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Clarendon Marketing Inc. v. United States

May 22, 1998

CLARENDON MARKETING, INC., PLAINTIFF-APPELLEE,
v.
THE UNITED STATES, DEFENDANT-APPELLANT.



Before Plager, Rader, and Bryson, Circuit Judges.

The opinion of the court was delivered by: Plager, Circuit Judge.

Appealed from: United States Court of International Trade

Judge R. Kenton Musgrave

This case presents us with a sticky question of statutory construction, one of first impression, regarding the tariff classification of imports of certain petroleum products. The merchandise falls within the accepted definition of "naphthas," but is also suitable and commonly used as a motor fuel blending stock. The constructional question is whether the merchandise should be classified under the tariff subheading "Naphthas (except motor fuel or motor fuel blending stock)," or under the subheading "Motor fuel blending stock," the latter carrying a substantially higher duty. The parties presented the question to the United States Court of International Trade by way of cross-motions for summary judgment. As could be expected, the Government favored classification under the higher duty subheading, i.e., the blending stock subheading, arguing that that is the sensible reading of the statute, whereas the importer, Clarendon Marketing, Inc. ("Clarendon"), argued for classification under the naphthas subheading, on the ground that that is what the statute clearly says. The Court of International Trade agreed with Clarendon's reading of the statute, and accordingly granted summary judgment in Clarendon's favor, setting forth its analysis in a thorough opinion. Clarendon Mktg., Inc. v. United States, 955 F. Supp. 1501 (Ct. Int'l Trade 1997). The Government appeals the judgment. Because the plain meaning of the relevant legislation mandates the Conclusion reached by the Court of International Trade, we affirm.

BACKGROUND

Only a few background facts remain beyond the introduction already given. The petroleum products at issue (specifically, refined liquid hydrocarbon mixtures) were imported by Clarendon in 1989. Clarendon entered the merchandise as naphthas, under subheading 2710.00.25, "Naphthas (except motor fuel or motor fuel blending stock)," of the Harmonized Tariff Schedule of the United States ("HTSUS") (herein the "naphthas subheading"). The naphthas subheading imposes a duty of 10.5 cents per barrel.

However, the District Director of the U.S. Customs Service liquidated the merchandise as motor fuel, under HTSUS subheading 2710.00.15, "Motor fuel" (herein the "motor fuel subheading"), which imposes a duty of 52.5 cents per barrel. Clarendon protested, and in response, the U.S. Customs Service Headquarters ruled that the correct classification of the merchandise was motor fuel blending stock, under HTSUS subheading 2710.00.18, "Motor fuel blending stock" (herein the "blending stock subheading"), which also imposes a duty of 52.5 cents per barrel. Clarendon then filed suit in the Court of International Trade and promptly moved for summary judgment. The Government in turn cross-moved for summary judgment. As already noted, the Court of International Trade ruled in Clarendon's favor, holding that Customs had erred in liquidating the merchandise under the blending stock subheading and that the merchandise instead had to be classified under the naphthas subheading.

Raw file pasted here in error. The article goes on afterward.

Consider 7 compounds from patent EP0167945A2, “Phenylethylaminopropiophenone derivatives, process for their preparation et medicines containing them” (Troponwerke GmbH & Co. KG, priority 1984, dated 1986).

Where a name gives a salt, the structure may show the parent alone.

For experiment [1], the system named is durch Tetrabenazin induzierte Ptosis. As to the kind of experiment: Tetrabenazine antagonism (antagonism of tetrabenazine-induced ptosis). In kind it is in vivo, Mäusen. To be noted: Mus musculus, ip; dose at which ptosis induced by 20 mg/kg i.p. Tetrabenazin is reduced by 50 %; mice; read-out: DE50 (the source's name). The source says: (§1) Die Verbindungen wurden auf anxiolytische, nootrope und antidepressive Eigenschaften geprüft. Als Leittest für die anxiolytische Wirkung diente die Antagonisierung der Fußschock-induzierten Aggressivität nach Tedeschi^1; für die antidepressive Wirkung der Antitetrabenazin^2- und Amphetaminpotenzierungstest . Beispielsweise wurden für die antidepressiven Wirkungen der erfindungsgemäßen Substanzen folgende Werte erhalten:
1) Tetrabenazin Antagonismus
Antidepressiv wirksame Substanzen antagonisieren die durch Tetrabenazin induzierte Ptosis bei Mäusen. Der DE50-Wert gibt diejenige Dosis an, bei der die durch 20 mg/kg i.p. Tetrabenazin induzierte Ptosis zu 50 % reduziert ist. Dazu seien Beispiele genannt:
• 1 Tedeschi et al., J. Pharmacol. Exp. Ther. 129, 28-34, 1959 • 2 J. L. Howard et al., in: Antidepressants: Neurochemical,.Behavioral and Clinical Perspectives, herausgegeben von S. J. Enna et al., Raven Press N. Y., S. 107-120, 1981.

The parties have stipulated that the imported merchandise is accurately referred to as "naphtha," as that term is known and used chemically and commercially. The HTSUS uses the plural form of that term, i.e., "naphthas," and the parties agree that the merchandise fits within the meaning of "naphthas" as used in the naphthas subheading; the parties however disagree as to the effect of the subheading's parenthetical exception, "except motor fuel or motor fuel blending stock." On the other hand, the parties also agree that the primary use for naphthas such as the merchandise at issue here is as a motor fuel blending stock. It is also undisputed that neither party has established (or attempted to establish) the actual use made of the imported merchandise; thus, the actual use is unknown.

Discussion

1.

There are no factual issues in this case. The propriety of the summary judgment turns on the proper construction of the HTSUS, which is a question of law. See Bauerhin Techs. Ltd. v. United States, 110 F.3d 774, 776 (Fed. Cir. 1997). On questions of law, we defer to neither the Court of International Trade nor Customs. See Universal Elecs. Inc. v. United States, 112 F.3d 488, 493 (Fed. Cir. 1997). Therefore, our review of the purely legal issue is plenary. See id.

2.

Subheading 2710.00.25, the naphthas subheading, literally contains three types of tariff classification provisions: an eo nomine provision, an actual use provision, and a principal use provision. An eo nomine classification provision is one which describes a commodity by a specific name. See Nidec Corp. v. United States, 68 F.3d 1333, 1336 (Fed. Cir. 1995). In contrast, as their names suggest, actual use and principal use provisions classify commodities by use. See 2 Ruth F. Sturm, Customs Law & Administration § 53.3, at 15 (3d ed. 1995). The naphthas subheading, "Naphthas (except motor fuel or motor fuel blending stock)," contains elements of each of these three types.

The parties agree that the term "naphthas" in the subheading is an eo nomine provision, and they agree that the term "naphthas" describes the merchandise by name. However, as the Government points out, this eo nomine term is limited by the ...


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